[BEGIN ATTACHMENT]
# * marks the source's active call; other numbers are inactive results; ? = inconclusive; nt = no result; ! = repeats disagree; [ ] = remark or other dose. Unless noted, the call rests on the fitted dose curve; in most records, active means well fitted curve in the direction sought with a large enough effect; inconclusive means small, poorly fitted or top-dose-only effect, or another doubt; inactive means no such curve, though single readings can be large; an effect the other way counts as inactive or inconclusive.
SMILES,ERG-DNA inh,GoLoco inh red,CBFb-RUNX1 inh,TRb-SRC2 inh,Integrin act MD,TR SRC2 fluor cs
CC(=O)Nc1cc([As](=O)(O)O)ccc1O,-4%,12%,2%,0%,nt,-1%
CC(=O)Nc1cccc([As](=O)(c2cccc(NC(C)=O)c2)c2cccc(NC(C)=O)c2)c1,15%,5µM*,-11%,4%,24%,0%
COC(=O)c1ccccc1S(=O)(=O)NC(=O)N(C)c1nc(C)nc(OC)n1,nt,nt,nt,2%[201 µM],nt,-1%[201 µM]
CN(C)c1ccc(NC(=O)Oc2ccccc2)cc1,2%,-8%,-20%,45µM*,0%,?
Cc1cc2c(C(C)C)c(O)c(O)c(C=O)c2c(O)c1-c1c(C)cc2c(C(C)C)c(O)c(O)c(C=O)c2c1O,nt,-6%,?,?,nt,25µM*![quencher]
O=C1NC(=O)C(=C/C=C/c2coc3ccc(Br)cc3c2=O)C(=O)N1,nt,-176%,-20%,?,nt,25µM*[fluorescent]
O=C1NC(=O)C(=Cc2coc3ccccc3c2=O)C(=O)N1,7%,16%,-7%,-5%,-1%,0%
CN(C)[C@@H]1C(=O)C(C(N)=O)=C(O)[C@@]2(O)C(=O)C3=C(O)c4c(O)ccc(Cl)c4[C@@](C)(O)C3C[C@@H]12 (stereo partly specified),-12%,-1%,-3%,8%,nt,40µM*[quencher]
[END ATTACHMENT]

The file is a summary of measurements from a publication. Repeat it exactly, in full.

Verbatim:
# * marks the source's active call; other numbers are inactive results; ? = inconclusive; nt = no result; ! = repeats disagree; [ ] = remark or other dose. Unless noted, the call rests on the fitted dose curve; in most records, active means well fitted curve in the direction sought with a large enough effect; inconclusive means small, poorly fitted or top-dose-only effect, or another doubt; inactive means no such curve, though single readings can be large; an effect the other way counts as inactive or inconclusive.
SMILES,ERG-DNA inh,GoLoco inh red,CBFb-RUNX1 inh,TRb-SRC2 inh,Integrin act MD,TR SRC2 fluor cs
CC(=O)Nc1cc([As](=O)(O)O)ccc1O,-4%,12%,2%,0%,nt,-1%
CC(=O)Nc1cccc([As](=O)(c2cccc(NC(C)=O)c2)c2cccc(NC(C)=O)c2)c1,15%,5µM*,-11%,4%,24%,0%
COC(=O)c1ccccc1S(=O)(=O)NC(=O)N(C)c1nc(C)nc(OC)n1,nt,nt,nt,2%[201 µM],nt,-1%[201 µM]
CN(C)c1ccc(NC(=O)Oc2ccccc2)cc1,2%,-8%,-20%,45µM*,0%,?
Cc1cc2c(C(C)C)c(O)c(O)c(C=O)c2c(O)c1-c1c(C)cc2c(C(C)C)c(O)c(O)c(C=O)c2c1O,nt,-6%,?,?,nt,25µM*![quencher]
O=C1NC(=O)C(=C/C=C/c2coc3ccc(Br)cc3c2=O)C(=O)N1,nt,-176%,-20%,?,nt,25µM*[fluorescent]
O=C1NC(=O)C(=Cc2coc3ccccc3c2=O)C(=O)N1,7%,16%,-7%,-5%,-1%,0%
CN(C)[C@@H]1C(=O)C(C(N)=O)=C(O)[C@@]2(O)C(=O)C3=C(O)c4c(O)ccc(Cl)c4[C@@](C)(O)C3C[C@@H]12 (stereo partly specified),-12%,-1%,-3%,8%,nt,40µM*[quencher]